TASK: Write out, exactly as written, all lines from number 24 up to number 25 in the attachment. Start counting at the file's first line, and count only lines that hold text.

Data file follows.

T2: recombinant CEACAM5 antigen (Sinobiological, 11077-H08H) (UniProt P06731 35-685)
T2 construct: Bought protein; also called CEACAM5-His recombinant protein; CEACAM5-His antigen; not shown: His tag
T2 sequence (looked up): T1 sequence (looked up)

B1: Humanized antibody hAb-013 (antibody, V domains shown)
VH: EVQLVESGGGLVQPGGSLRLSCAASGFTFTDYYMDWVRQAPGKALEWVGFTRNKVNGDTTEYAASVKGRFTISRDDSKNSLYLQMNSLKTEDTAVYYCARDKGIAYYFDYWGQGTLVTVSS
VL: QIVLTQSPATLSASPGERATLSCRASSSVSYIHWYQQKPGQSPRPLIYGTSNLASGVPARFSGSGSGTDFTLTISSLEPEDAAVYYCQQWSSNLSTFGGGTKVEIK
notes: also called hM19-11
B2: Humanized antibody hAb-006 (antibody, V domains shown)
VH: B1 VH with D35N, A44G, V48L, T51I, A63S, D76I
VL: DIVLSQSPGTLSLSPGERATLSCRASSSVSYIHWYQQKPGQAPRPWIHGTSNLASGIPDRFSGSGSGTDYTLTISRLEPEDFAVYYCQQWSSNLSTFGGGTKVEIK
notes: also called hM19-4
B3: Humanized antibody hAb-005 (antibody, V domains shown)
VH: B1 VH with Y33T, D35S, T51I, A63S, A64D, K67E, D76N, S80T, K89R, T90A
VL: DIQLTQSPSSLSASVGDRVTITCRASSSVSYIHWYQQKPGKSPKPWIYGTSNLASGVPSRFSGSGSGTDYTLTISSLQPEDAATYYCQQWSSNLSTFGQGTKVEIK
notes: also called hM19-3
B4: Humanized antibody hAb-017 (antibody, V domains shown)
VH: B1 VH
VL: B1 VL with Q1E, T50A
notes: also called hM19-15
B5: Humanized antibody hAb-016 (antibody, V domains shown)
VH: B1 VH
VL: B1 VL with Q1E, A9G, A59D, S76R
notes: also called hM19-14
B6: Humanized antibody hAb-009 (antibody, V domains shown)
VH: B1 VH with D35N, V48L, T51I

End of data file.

B6: Humanized antibody hAb-009 (antibody, V domains shown)
VH: B1 VH with D35N, V48L, T51I